had more children born in Bergen:
Ruth born Jan. 19, 1893
Johannes Martin born Oct. 28, 1895
Halfdan born Nov. 25, 1897
Magdalena Marie born Dec. 22, 1900
Rasmus Elias Rasmussen emigrated to America in 1905 "to
be a Missionary" and in early 1906 he returned to Bergen from Lisbon, Illinois,
to collect his family.
On Aug. 23, 1906 the entire family emigrated to Lisbon,
Sadly, the eldest son, Rasmus Johan Rasmussen, born in
Durban 1883, died in Bergen on June 8, 1902.
It would be interesting to discover what denomination
Rasmus adopted during his "Harbour mission" work. In his Debora story there
is no doubt that he held strong religious views at one stage.
He wrote the book "Viking" in 1894. He belonged to the
mission "Bergens havnemission".
18. O. Heidalsvik and wife
Ole Ingebrigtsen Høidalsvik was born on Oct. 25th,
1852 in Volda, the son of Ingebrigt Nilsen and Berthe Olsdatter. As the
English in South Africa had difficulty in pronouncing and spelling his
name he changed it to Heidalsvik.
Ole married Anna Andersdatter Øen in Bergen June
23, 1879. Anna was born in 1853 in Sunnfjord, the daughter of Anders Giertsen
Øen (1824-1910) and Trine Monsdatter. They were married at the Magistrates
Office in Bergen as they were registered Baptists, and did not belong to
the Lutheran State Church.
The family of Anders Gjertsen Øen (later changes
Anna's brother Mons (born 1856) was the first one of the
family to become a Baptist (c. 1875). He became very import in the Baptist
Church in Norway.
Sister Jørgine (1849-1906) was the mother of Norwegian
architect Peter Arnet Amundsen (1872-1958).
There were other brothers and sisters but perhaps Jacob
(1863-1950) was the most gifted preacher. He was the one who really built
up the organisation of the Baptist church in Norway.
Ole Ingebrigtsen Høidalsvik's father died at the
age of 38 from leprosy. Also his two brothers and his mother sisters were
lepers 50 it is most fortunate that Ole survived.
Nothing to do with leprosy but an interesting medical
note is that Anna was vaccinated against small pox on 4th Oct.
Ole and Anna sailed on the Debora and arrived in Durban
on Nov. 11, 1879. They must have been in contact with Daniel Nielsen of
Entembene farm as they almost immediately proceeded to the farm.
In the following years Ole did a lot of building work
for the Norwegian Missionary Society. They had many children, eight of
whom grew up together.
In 1889 he bought a farm near Stanger, called "Ekwezane".
Ole died on May 13th 1899. His daughter Petra
Johanson (nee Heidalewig) later wrote a lovely family history booklet entitled
"The Heidalewig Story". It was also Petra who originally translated Sofie
Norgaard's book from Norwegian to English.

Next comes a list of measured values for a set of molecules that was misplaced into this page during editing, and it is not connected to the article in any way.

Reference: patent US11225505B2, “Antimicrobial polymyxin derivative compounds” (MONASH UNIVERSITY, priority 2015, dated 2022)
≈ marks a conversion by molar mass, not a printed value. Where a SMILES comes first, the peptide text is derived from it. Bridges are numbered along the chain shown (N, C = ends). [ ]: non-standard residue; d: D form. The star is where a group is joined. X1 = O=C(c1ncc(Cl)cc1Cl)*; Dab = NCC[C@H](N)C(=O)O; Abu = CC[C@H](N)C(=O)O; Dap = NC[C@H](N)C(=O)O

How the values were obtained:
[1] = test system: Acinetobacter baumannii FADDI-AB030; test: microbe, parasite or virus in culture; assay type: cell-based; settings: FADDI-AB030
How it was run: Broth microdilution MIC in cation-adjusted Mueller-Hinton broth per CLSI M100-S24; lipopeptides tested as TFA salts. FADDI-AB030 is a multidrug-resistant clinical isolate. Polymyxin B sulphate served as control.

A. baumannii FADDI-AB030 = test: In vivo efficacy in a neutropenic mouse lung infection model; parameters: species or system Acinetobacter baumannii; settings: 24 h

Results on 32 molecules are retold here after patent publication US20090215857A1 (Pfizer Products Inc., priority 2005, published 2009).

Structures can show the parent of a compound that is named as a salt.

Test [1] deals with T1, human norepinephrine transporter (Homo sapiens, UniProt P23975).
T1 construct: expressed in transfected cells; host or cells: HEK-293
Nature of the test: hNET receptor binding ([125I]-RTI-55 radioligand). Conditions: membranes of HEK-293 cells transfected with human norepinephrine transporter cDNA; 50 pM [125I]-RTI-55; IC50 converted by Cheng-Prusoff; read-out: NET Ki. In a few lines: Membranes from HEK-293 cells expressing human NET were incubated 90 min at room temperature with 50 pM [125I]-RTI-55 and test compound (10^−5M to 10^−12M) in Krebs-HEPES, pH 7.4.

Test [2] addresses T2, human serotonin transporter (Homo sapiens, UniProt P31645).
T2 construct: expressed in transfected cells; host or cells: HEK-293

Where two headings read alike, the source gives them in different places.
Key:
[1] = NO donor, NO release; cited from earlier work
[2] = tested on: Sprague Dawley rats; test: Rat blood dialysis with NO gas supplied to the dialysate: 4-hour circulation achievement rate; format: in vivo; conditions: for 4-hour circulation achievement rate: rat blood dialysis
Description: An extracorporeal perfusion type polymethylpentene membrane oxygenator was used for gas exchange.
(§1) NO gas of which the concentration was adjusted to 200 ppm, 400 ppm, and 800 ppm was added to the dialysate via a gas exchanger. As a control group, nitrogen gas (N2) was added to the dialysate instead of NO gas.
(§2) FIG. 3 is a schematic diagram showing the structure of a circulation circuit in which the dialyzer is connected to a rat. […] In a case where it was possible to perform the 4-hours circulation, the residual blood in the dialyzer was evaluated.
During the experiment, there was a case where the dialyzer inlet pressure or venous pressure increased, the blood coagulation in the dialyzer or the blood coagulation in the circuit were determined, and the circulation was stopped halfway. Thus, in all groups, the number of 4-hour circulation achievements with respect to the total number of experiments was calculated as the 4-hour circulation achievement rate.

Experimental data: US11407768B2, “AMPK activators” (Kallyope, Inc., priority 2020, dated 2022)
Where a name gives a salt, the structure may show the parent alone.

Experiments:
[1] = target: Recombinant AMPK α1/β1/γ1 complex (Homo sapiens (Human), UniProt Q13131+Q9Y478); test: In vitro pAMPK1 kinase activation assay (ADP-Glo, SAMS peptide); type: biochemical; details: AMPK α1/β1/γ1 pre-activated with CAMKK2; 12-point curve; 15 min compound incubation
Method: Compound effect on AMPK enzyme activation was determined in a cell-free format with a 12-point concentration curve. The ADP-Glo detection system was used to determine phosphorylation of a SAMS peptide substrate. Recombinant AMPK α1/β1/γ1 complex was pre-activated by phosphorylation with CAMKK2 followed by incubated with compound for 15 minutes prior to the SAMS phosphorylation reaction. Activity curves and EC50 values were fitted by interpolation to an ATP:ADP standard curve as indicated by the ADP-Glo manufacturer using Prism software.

19. Knud Bang, wife and three children (Amanda, Severin
There is probably more information documented about the
Bang family than any other Debora family or passenger.
Knud Olai Bang was born at Fritzberg farm in Borgund parish,
near Ålesund on Sep. 16, 1831. He was the son of Knud Bang and Andrine
His first marriage was to Christine Johanne Hansen and
they had six children:
Karolina Larsine born 1856 Borgund
Petra born 1858 Borgund
Christian born 1860 (5 June) Borgund
Hermanda Bergitte born 24 Feb. 1863
Severin Andreas born 13 Dec. 1865 Bergen
Knud Olai born 7 Dec. 1866 Bergen
(It is interesting to note that another "Debora" passenger
Elling Eriksen had his children christened at Borgund church, near Ålesund
between 1860 and 1870. It is thus almost certain he knew the Bang family
and was influenced at Knud's religious views.)
Knud Olai Bang bought a house in "Nagelgaarden" in Bergen
Dec. 19, 1863 and sold it March 31st, 1879 for 3000 Norwegian
Kroners, part of which must have been used for buying "Debora".
Knud joined the Baptist Church on 5th Nov,
1870. A list with the names of 37 members of the Baptist Church in Bergen
in 1872 records at No 17: "Tømmermand" Knud Bang. Also listed was
Amund Gunstensen. Both of them were on the ship "Agnes" at that time, sailing
to Madagascar. Also on this list of Baptists was Helge Johnsen who later
saled on "Debora".
As a widower Knud Bang, on his return from Madagascar
married Hansine Martine Ingebrigtsen (nee Monsen), a widow, in Bergen on
Oct. 16, 1875. She was born in 1837 in Bergen, the daughter of Hans H.
Monsen and Caroline Rosenburg.
During his life Knud influenced many people but he himself
was greatly influenced by captain Ludvig Larsen. In fact the entire future
of the Bang family indirectly lay in the hands of Captain Larsen. (Ludvig
Larsen was born in Spind (in Farsund, Southern Norway) in 1840.
In 1867, after spending some time as an officer of the
Elieser, the Norwegian Missionary Society ship, he was appointed it's captain.
It was in that year that he saw Madagascar for the first time.
It is virtually certain that Knud Bang was on that voyage,
as his son stated: (Severin Bang's "memoirs" were recorded by his daughter
Inga many years later)
"Father again sailed on the Elieser. On the way home from
Cape Town Knud Bang told Captain Larsen - "Now my wife is dead as last
night I dreamt that I saw people trying to get her coffin out of the window
as the door was too small …""
It is confirmed that Knud's wife died on Sep. 30th,
It was Larsen's idea to set up business in Madagascar
and the London Company Porter, Muir and Lang financed the scheme. The schooner
"Agnes" was purchased and 14 men recruited. Knud Bang played a major part